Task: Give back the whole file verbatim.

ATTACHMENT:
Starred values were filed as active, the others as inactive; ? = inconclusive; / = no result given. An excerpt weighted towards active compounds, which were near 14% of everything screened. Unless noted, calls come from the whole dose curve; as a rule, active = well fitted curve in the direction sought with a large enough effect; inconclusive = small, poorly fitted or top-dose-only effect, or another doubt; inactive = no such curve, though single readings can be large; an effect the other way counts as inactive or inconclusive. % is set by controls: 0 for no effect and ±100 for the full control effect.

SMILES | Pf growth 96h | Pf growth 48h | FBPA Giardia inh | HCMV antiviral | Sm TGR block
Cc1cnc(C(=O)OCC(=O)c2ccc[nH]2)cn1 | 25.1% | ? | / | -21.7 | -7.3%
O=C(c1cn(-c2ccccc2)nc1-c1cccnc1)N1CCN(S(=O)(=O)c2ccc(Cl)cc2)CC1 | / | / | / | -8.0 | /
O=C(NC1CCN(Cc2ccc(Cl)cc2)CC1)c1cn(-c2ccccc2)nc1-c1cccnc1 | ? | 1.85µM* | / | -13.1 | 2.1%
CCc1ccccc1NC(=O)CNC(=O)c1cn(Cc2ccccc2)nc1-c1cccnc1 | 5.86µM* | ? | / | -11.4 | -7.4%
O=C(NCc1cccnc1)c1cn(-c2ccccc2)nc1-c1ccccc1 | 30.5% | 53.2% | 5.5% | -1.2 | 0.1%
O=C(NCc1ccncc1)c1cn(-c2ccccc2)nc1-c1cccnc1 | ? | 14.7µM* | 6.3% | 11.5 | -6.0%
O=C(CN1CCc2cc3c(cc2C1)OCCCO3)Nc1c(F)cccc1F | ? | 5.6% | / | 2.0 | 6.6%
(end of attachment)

Starred values were filed as active, the others as inactive; ? = inconclusive; / = no result given. An excerpt weighted towards active compounds, which were near 14% of everything screened. Unless noted, calls come from the whole dose curve; as a rule, active = well fitted curve in the direction sought with a large enough effect; inconclusive = small, poorly fitted or top-dose-only effect, or another doubt; inactive = no such curve, though single readings can be large; an effect the other way counts as inactive or inconclusive. % is set by controls: 0 for no effect and ±100 for the full control effect.

SMILES | Pf growth 96h | Pf growth 48h | FBPA Giardia inh | HCMV antiviral | Sm TGR block
Cc1cnc(C(=O)OCC(=O)c2ccc[nH]2)cn1 | 25.1% | ? | / | -21.7 | -7.3%
O=C(c1cn(-c2ccccc2)nc1-c1cccnc1)N1CCN(S(=O)(=O)c2ccc(Cl)cc2)CC1 | / | / | / | -8.0 | /
O=C(NC1CCN(Cc2ccc(Cl)cc2)CC1)c1cn(-c2ccccc2)nc1-c1cccnc1 | ? | 1.85µM* | / | -13.1 | 2.1%
CCc1ccccc1NC(=O)CNC(=O)c1cn(Cc2ccccc2)nc1-c1cccnc1 | 5.86µM* | ? | / | -11.4 | -7.4%
O=C(NCc1cccnc1)c1cn(-c2ccccc2)nc1-c1ccccc1 | 30.5% | 53.2% | 5.5% | -1.2 | 0.1%
O=C(NCc1ccncc1)c1cn(-c2ccccc2)nc1-c1cccnc1 | ? | 14.7µM* | 6.3% | 11.5 | -6.0%
O=C(CN1CCc2cc3c(cc2C1)OCCCO3)Nc1c(F)cccc1F | ? | 5.6% | / | 2.0 | 6.6%